During the height of wedding season, I spend a lot of time each week talking to couples not just about matrimonial law and the benefits of having a prenuptial agreement, but also about more practical issues, like the need to set a realistic household budget together and to be open to working with experts going forward to help with either financial questions or communication issues that are likely to arise throughout the course of any long-term relationship. For those that want to make it last, here are 5 key tips:
1. Talk about finances– Planning for a wedding and honeymoon is the first big test dealing with money talks for a couple, but certainly not the last. Even if the couple opts against a prenup, they should at least have the discussion about (a) what should be kept separate, (b) what will be joint, and (c) how will they handle the household budget? If you are willing to memorialize this in a prenuptial agreement, even better– especially if you want to protect yourself against an alimony claim in the future. Prenuptial agreements do not cost a lot of money and buy you (and your family) a tremendous peace of mind. In the meantime, if you feel overwhelmed by money talks or find that the two parties have vastly different views on spending vs. saving, go meet with a financial planner.
2. Premarital counseling– This is totally different from couples counseling that you seek when things are already breaking down– if you are there, that is not a good sign. What I am talking about is a pro-active effort to get some professional advice on strategies that will enhance your relationship. Many religious institutions offer courses, and there are some great on-line resources or workshops for couples, just one weekend if you like, where you can have a facilitated dialogue about how you envision your partnership working. What is important to you in a spouse? What are that person’s needs and desires? Do you share the same core values and vision for the future? How can you ensure that you continue to communicate well? Can you establish some rules for resolving conflict? I highly recommend Dr. Gottman’s Seven Principles for Making Marriage Work.
3. Learn Your Love Languages– Dr. Chapman wrote an entire book about this, but you also go to his website www.5lovelanguages.com and take a 4 minute quiz to determine your love languages. Rarely do we pick a partner with the same love language as ours, so you need to learn to use theirs and appreciate when they are expressing love in their own language. For example, mine is Quality Time- you will know that I love you if I make time for you, and I need you to make time for me in order to feel loved. Meanwhile, my son’s love language is gifts– he loves when I get him his favorite treat from the grocery store, and I know he is happy with me when he makes something special for me. Some people need touch, words of affirmation, or little acts of kindness to feel loved, and the point is we need to make a serious effort to speak our partner’s love language, and help him/her understand ours.
4. Build Your House– I am not suggesting you literally go buy a bunch of bricks, but you need to work on your emotional foundation every day. Do not take each other for granted– just because you put a ring on someone’s finger, does not mean you have purchased them. Dr. Gottman talks about building on your friendship, which is your foundation, and working through your conflict resolution skills by learning to argue respectfully. With trust and respect as your two pillars, you can then add a roof on top and work on nurturing your dreams and aspirations together. If you need a little more direction on this, check out Stephen Covey’s Family Mission Statement.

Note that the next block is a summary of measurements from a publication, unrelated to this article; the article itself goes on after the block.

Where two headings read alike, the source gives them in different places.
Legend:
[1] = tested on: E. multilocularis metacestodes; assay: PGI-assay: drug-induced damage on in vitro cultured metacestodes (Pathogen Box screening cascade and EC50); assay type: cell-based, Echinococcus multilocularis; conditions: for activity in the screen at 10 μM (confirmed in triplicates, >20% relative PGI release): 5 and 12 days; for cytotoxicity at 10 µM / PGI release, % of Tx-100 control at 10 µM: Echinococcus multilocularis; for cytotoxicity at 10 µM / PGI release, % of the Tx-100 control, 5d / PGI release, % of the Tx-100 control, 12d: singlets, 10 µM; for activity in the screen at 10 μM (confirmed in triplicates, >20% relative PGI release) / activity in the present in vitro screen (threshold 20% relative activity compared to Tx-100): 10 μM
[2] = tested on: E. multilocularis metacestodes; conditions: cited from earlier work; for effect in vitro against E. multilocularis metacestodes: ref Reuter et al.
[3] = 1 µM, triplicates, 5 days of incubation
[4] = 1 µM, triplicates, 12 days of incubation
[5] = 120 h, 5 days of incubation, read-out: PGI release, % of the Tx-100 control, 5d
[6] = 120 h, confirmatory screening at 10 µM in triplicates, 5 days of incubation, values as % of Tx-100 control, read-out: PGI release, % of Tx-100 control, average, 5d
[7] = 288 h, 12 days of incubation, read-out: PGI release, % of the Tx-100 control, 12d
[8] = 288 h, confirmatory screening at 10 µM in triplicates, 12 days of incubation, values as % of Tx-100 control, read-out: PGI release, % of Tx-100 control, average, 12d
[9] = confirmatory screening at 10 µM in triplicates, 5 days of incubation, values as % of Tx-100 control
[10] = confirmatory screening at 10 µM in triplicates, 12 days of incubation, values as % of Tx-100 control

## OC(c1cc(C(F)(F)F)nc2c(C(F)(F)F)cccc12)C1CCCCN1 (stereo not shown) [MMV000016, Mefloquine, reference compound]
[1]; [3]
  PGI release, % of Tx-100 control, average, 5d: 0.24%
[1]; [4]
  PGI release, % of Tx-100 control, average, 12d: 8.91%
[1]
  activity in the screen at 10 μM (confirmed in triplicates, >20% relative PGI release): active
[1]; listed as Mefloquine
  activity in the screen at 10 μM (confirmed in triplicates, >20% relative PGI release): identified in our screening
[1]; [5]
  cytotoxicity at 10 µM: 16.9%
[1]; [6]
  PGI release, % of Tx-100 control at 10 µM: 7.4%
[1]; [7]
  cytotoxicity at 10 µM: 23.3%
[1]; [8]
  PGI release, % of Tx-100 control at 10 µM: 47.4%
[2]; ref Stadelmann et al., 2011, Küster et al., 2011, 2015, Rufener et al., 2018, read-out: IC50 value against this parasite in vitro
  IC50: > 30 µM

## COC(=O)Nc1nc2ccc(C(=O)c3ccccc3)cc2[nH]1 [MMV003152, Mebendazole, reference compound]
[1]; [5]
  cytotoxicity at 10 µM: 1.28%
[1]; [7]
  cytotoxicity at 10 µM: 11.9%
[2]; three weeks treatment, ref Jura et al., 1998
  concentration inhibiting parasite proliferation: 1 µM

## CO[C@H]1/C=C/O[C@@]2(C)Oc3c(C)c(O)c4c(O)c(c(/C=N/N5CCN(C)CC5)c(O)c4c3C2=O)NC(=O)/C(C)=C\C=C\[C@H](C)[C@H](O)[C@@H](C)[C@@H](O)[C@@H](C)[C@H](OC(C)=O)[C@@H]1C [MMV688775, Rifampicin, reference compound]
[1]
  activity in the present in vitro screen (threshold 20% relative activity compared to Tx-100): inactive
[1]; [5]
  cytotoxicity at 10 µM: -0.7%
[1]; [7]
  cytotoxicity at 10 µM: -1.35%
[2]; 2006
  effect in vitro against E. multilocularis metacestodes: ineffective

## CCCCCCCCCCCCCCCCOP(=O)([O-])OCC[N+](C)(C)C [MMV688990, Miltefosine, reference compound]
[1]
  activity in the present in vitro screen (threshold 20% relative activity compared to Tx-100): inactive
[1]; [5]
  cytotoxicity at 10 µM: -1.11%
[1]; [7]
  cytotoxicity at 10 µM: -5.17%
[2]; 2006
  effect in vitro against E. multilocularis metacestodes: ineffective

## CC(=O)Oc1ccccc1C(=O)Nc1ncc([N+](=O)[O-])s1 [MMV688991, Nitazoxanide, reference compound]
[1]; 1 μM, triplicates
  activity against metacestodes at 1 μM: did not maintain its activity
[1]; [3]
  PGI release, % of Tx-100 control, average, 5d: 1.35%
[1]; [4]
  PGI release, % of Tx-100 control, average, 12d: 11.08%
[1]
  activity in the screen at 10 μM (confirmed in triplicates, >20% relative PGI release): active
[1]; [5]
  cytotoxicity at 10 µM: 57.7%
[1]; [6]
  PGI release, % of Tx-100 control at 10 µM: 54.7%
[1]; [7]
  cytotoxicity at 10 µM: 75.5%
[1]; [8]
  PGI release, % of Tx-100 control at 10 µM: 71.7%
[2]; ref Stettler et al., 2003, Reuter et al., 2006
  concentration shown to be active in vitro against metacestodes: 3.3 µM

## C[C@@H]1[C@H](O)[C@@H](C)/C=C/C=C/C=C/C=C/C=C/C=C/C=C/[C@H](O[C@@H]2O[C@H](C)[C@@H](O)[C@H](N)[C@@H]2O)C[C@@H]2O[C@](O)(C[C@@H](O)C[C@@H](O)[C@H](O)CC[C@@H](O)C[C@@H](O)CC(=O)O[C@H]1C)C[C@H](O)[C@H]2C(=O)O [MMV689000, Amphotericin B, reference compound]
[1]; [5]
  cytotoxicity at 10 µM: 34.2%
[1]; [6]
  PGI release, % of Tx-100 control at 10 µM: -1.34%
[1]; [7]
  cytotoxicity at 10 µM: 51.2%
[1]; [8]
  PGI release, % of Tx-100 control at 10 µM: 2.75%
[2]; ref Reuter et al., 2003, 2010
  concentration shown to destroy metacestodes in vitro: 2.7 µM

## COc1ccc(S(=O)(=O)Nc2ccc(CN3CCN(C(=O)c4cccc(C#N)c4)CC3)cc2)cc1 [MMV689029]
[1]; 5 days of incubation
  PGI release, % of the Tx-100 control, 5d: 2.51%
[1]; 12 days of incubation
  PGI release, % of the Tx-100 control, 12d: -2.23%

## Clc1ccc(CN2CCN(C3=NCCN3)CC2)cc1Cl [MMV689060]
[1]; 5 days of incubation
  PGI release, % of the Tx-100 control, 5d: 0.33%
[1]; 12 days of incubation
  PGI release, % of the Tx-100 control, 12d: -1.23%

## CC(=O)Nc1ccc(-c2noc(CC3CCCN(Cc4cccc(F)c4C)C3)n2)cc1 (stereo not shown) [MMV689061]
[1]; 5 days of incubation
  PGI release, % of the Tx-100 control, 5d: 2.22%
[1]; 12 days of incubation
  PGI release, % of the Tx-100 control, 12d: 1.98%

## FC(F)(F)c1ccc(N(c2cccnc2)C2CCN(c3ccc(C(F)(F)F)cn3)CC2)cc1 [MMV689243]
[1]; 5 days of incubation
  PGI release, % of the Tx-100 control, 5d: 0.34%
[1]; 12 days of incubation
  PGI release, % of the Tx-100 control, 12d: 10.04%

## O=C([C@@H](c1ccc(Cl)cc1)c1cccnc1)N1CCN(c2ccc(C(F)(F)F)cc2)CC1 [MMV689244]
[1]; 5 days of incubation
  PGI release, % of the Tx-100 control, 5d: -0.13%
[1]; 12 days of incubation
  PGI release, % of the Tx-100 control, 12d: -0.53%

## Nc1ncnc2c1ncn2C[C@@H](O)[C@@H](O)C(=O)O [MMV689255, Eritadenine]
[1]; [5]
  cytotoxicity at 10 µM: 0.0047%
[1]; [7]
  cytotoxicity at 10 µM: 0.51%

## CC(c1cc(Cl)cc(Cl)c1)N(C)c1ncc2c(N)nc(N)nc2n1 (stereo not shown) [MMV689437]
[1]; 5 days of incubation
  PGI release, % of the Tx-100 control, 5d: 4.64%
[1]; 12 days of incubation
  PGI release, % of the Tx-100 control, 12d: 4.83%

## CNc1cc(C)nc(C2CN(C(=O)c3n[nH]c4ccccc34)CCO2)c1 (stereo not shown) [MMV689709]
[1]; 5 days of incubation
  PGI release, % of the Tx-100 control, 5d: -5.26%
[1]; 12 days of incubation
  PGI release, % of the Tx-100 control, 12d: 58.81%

5. Set Boundaries– We all need to remain true to ourselves while forming a partnership. We do not actually become one when we marry, but rather we are two separate individuals that have agreed to allow a large part of our lives to overlap. Dr. Cloud wrote a great book, “Boundaries in Marriage,” which explains that to make a marriage work, you have to know and respect each other’s boundaries. For example, my work and my son are top priorities in my life, and these are fully my own domain. If anyone ever tried to undermine either of these two aspects of my life, they would see me bail at the speed of light. The point is, it is perfectly normal to have a zero tolerance policy on certain things like drugs, adultery, smoking, anger management issues… and Mr. or Mrs. Right will know how to walk that line.
Not everyone will be able to successfully negotiate all the details of merging two households, and that is okay– better to find out sooner rather than later. In all my years, I have never met someone that regretted the decision to call off a wedding. They all recall the feeling of absolute dread as the big day approached, and the great relief that washed over them once they stopped pretending that everything was okay when deep down inside they knew something was terribly wrong. And even if there are those who may not understand at the time, all I can say is follow your gut.
The fact is growing old together (as opposed to separately) takes a lot of work. It takes a great deal of commitment to work through challenges and never take each other for granted. Remaining loyal to your partnership’s mission and vision is key, otherwise trust and respect can easily be lost. When something is wrong, don’t expect the other person to read your mind or sit and suffer in silence. Communication is critical in order to address problems as they arise, and together you can find the right solutions while further deepening your love and admiration, knowing you have found someone that will stick with you during both the good and the bad times.
By Regina A. DeMeo, Esq.